COVID-19 (Coronavirus) – an update for our clients.


New Puppy & Kitten advice

So you had your puppy or kitten vaccinated today… what did the vet say?

  • Worming regime.  Routine worming is very important not only for the protection of your new puppy or kitten, but for your family as well.  All young puppies and kittens come with some worms.  You may not see them because they can pass as microscopic eggs in the faeces (poo).  Echinococcus spp. Tapeworms are transmitted by infected meat, or by fleas, to your dog or cat.  Toxocara spp. Roundworms are transmitted to the puppy or kitten from the mum, through the placenta or early milk. Also, by ingesting (eating) them from infected faeces (e.g. sniffing a strange dog or cat’s poo in the park).  It is possible for both these types of worms to infect humans.  The recommended worming regime is as follows:-
    • Worm once per fortnight until your pet’s first vaccination
    • Then, worm at the first and second vaccination
    • Monthly until 6 months of age
    • Then worm 4 times per year (every 3 months)
    • Remember that allowing your puppy or kitten to lick your mouth or face may expose you to worms.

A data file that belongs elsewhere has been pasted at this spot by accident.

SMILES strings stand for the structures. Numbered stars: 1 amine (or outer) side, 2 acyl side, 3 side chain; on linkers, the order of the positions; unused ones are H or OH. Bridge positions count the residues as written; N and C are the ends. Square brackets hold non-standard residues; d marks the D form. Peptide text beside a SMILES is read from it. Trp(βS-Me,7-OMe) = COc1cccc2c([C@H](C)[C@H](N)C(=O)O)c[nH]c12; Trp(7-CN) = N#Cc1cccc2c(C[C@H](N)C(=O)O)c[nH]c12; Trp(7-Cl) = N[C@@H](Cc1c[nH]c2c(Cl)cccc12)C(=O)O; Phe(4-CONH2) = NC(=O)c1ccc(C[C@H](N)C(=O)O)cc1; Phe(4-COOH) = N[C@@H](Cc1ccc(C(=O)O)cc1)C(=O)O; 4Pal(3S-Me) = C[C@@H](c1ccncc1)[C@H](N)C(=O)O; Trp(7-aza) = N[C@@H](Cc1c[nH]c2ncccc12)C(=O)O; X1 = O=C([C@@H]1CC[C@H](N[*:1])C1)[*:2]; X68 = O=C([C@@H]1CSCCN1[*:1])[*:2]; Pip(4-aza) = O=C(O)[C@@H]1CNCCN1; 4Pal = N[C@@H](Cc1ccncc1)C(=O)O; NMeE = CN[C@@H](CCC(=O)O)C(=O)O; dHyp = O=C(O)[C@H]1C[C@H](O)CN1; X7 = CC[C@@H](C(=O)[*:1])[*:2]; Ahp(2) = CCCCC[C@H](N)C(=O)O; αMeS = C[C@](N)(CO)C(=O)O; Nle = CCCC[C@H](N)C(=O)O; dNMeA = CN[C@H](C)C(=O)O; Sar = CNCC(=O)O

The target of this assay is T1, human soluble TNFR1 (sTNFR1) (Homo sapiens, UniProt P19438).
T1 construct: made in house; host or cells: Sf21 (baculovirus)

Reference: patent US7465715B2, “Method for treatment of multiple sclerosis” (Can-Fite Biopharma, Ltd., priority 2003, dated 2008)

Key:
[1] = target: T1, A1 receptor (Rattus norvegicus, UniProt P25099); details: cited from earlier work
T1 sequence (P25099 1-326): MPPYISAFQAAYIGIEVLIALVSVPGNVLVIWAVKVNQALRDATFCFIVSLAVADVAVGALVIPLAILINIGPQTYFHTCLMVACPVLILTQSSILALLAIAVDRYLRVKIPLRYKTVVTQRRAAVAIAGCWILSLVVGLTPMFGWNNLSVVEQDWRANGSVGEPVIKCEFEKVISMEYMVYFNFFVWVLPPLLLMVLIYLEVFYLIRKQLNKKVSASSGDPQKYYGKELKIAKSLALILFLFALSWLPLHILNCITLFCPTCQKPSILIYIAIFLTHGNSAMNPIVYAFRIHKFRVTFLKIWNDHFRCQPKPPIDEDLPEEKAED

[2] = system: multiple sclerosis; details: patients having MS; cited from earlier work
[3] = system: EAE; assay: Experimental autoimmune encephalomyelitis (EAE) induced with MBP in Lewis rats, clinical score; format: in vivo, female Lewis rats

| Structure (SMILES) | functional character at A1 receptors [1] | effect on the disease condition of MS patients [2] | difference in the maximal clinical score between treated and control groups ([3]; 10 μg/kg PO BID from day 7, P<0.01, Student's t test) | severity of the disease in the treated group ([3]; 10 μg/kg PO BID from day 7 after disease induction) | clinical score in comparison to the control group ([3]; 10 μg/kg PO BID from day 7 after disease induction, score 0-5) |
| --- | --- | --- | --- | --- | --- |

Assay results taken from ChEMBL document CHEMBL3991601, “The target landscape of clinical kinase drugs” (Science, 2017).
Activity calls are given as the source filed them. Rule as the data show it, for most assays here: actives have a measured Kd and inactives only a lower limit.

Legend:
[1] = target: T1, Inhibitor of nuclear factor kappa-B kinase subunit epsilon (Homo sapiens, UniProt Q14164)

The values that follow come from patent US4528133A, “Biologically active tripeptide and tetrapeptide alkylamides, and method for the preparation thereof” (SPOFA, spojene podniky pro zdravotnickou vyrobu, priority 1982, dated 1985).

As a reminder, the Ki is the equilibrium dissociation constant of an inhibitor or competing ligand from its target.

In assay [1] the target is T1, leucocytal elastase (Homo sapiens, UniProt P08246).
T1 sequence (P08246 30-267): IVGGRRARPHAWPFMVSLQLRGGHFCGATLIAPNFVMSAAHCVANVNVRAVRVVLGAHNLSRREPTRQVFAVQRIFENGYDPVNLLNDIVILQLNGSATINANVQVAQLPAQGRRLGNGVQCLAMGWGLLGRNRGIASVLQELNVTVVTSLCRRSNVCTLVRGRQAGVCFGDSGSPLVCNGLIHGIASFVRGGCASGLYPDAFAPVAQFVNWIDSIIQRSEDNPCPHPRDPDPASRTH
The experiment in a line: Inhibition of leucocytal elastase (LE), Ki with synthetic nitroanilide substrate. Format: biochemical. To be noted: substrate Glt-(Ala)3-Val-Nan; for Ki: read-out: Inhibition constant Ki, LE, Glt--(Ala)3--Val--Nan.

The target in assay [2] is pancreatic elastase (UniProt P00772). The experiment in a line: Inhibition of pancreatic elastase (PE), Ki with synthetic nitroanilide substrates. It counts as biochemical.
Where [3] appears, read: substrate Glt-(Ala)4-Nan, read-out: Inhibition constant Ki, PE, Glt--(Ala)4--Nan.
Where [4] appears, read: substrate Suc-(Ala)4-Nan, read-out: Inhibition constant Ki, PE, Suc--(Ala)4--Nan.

• Insurance.  It is a very good idea to have a “pet insurance” policy for your pet.  If the worst did happen and your pet got ill, an insurance policy would pay for most medical bills, including blood samples and faecal samples (which can cost from £55 to £200), or more advanced treatments such as chemotherapy or placing pins and plates in a broken leg (which can cost £300 to £2000).
  • Neutering (spaying or castration).  Routine neutering is often carried out around 6 months of age.  Neutering a female dog (bitch) before her 1st season (heat) has certain medical advantages including making her very unlikely to contract mammary (breast) cancer and meaning she will never get a uterine infection when she is older (pyometra).  Neutering male cats around 6 months will stop scent marking (spraying) which leaves a nasty odour in the house.  Neutering female cats at 6 months will stop unwanted pregnancies.
  • Training classes for puppies.  Classes are a good idea, they help your new pup socialise and meet new dogs and people, making him/her a much more confident dog.  Contact Jim Fleming at Top Dog Training for advice: 01786 464147.
  • Identichipping.  Placing a permanent microchip under your pet’s skin means that if he/she ever goes missing, you can be reunited.  All vets, SSPCA inspectors and dog wardens have scanners, and all stray animals are scanned.  Identichipping costs just £27.99  (£5 discount while under anaesthetic and £12.99 discount when done at 1st/2nd vaccination).  Once done it lasts for life.  Just ask the vet or receptionist for more details.
  • Remember that your new pet is not fully covered for the various infectious diseases that we just vaccinated him or her against until 1 week after the second vaccination.

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